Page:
News Release

Group selection can explain the origin of simple multicellularity

Peer-Reviewed Publication

Hun-Ren Ökológiai Kutatóközpont

Spore-bearing sorocarps of the slime mold Dictyostelium discoideum


Spore-bearing sorocarps of the slime mold Dictyostelium discoideum (source: Tyler Larsen, Wikimedia, licensed under the Creative Commons Attribution-Share Alike 4.0 International (CC BY-SA 4.0 Deed

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Credit: Tyler Larsen, Wikimedia

The evolution of multicellularity is one of the major transitions in evolution. It has occurred independently more than 25 times across different branches of life. Complex multicellular organisms, such as humans, achieve high complexity through related cells that remain together during division. In contrast, most single-celled organisms lack the regulatory mechanisms needed for this. For them, a simpler path is typically viable: forming multicellular structures temporarily, often under stressful conditions, like starvation. These aggregative multicellular species, such as the slime mold Dictyostelium, usually live as single-celled organisms. However, as their name suggests, the multicellular, slime-like form can move to a suitable habitat and grow a stalked fruiting body, which allows their spores to spread to nutrient-rich new locations.

The issue with this kind of multicellularity is that non-related individuals, or even those that don't actively participate in cooperation (cheaters), can end up among the surviving cells. Since they don't help, they can invest all their energy into feeding and reproduction—at the expense of the cooperative cells. This not only endangers the survival of the cooperative cells but ultimately the species itself, as too many cheaters would prevent the formation of the multicellular structure needed for reproduction. So, how can an aggregative multicellular species survive if cheaters always reproduce faster than cooperators? This is a particularly important question in the context of evolutionary transitions, where maintaining cooperation against cheaters is crucial.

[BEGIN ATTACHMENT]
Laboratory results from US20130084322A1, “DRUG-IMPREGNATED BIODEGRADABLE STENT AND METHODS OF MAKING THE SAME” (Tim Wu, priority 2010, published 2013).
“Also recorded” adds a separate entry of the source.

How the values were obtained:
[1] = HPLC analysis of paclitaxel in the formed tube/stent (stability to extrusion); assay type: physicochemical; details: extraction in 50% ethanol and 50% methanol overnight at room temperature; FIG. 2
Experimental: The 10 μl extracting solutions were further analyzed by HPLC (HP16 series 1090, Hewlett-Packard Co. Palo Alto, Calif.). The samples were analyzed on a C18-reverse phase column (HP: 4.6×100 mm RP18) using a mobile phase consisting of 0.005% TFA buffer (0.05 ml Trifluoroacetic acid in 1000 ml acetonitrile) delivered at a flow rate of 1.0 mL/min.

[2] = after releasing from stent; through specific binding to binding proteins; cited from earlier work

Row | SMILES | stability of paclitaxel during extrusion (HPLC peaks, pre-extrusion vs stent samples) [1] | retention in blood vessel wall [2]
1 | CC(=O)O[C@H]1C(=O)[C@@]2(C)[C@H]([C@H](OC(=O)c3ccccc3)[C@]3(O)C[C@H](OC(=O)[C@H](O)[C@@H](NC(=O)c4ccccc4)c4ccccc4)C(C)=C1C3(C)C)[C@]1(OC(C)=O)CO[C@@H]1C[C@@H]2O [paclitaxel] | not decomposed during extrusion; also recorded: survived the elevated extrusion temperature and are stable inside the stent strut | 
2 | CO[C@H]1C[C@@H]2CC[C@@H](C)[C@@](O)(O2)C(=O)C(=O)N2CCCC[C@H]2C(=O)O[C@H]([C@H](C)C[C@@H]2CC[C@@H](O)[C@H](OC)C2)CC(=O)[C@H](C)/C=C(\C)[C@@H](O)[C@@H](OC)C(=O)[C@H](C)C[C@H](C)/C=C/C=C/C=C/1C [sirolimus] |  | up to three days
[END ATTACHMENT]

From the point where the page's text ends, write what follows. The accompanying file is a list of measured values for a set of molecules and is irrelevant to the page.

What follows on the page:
Several hypotheses exist to explain why we see successful aggregative multicellular species nevertheless. One theory suggests that aggregation offers protection against predators: the more single cells stick together, the harder it is for a microbial predator to prey on them. Another hypothesis is that periodic starvation necessitates colonizing new habitats, which requires cooperative cells, thus even cheaters depend on them.

Researchers from the Institute of Evolution and ELTE University investigated these two hypotheses, examining the effects of aggregation and colonization under individual selection and group selection. They developed an individual-based, spatial computer model simulating the life cycle of a slime mold-like single-celled organism. In the model, cooperative cells produce the "glue" necessary for aggregation, while cheaters do not. The computer simulations clearly demonstrated that defense against predators is essential for the survival of cooperators in a continuously resource-rich environment. However, if resources periodically become scarce, predator-driven selection is not only insufficient but is also unnecessary for maintaining cooperation and multicellularity—it is a must to colonize new habitats.

The researchers examined various colonization mechanisms (dispersal, fragmentation, aggregative spore formation, etc.) and found that only aggregative reproductive mechanisms can sustain cooperation long-term and robustly in such fluctuating environments. Thus, in a changing environment, group selection is more crucial than individual selection, in maintaining cooperation. The results suggest that these mechanisms played a key role in the evolutionary development of aggregative multicellularity.




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